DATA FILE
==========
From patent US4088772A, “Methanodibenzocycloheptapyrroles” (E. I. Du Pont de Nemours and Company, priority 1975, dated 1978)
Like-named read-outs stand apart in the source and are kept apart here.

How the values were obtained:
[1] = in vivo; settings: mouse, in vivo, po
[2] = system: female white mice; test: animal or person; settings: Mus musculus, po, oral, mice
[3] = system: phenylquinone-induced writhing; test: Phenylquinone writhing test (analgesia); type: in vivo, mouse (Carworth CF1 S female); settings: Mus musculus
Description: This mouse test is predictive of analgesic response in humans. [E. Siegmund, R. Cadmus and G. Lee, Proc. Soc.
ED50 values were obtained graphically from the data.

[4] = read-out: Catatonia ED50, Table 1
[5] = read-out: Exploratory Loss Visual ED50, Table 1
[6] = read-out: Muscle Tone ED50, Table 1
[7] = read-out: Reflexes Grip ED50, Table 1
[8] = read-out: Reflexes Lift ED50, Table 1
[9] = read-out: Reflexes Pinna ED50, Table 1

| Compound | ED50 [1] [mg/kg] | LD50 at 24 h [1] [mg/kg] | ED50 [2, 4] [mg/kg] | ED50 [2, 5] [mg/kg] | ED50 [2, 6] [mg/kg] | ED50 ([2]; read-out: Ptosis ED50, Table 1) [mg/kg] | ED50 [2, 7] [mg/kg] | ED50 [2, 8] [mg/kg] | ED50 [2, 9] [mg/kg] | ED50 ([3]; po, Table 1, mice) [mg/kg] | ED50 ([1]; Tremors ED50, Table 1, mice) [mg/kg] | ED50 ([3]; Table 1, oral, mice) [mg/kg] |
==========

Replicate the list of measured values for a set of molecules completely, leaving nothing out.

From patent US4088772A, “Methanodibenzocycloheptapyrroles” (E. I. Du Pont de Nemours and Company, priority 1975, dated 1978)
Like-named read-outs stand apart in the source and are kept apart here.

How the values were obtained:
[1] = in vivo; settings: mouse, in vivo, po
[2] = system: female white mice; test: animal or person; settings: Mus musculus, po, oral, mice
[3] = system: phenylquinone-induced writhing; test: Phenylquinone writhing test (analgesia); type: in vivo, mouse (Carworth CF1 S female); settings: Mus musculus
Description: This mouse test is predictive of analgesic response in humans. [E. Siegmund, R. Cadmus and G. Lee, Proc. Soc.
ED50 values were obtained graphically from the data.

[4] = read-out: Catatonia ED50, Table 1
[5] = read-out: Exploratory Loss Visual ED50, Table 1
[6] = read-out: Muscle Tone ED50, Table 1
[7] = read-out: Reflexes Grip ED50, Table 1
[8] = read-out: Reflexes Lift ED50, Table 1
[9] = read-out: Reflexes Pinna ED50, Table 1

| Compound | ED50 [1] [mg/kg] | LD50 at 24 h [1] [mg/kg] | ED50 [2, 4] [mg/kg] | ED50 [2, 5] [mg/kg] | ED50 [2, 6] [mg/kg] | ED50 ([2]; read-out: Ptosis ED50, Table 1) [mg/kg] | ED50 [2, 7] [mg/kg] | ED50 [2, 8] [mg/kg] | ED50 [2, 9] [mg/kg] | ED50 ([3]; po, Table 1, mice) [mg/kg] | ED50 ([1]; Tremors ED50, Table 1, mice) [mg/kg] | ED50 ([3]; Table 1, oral, mice) [mg/kg] |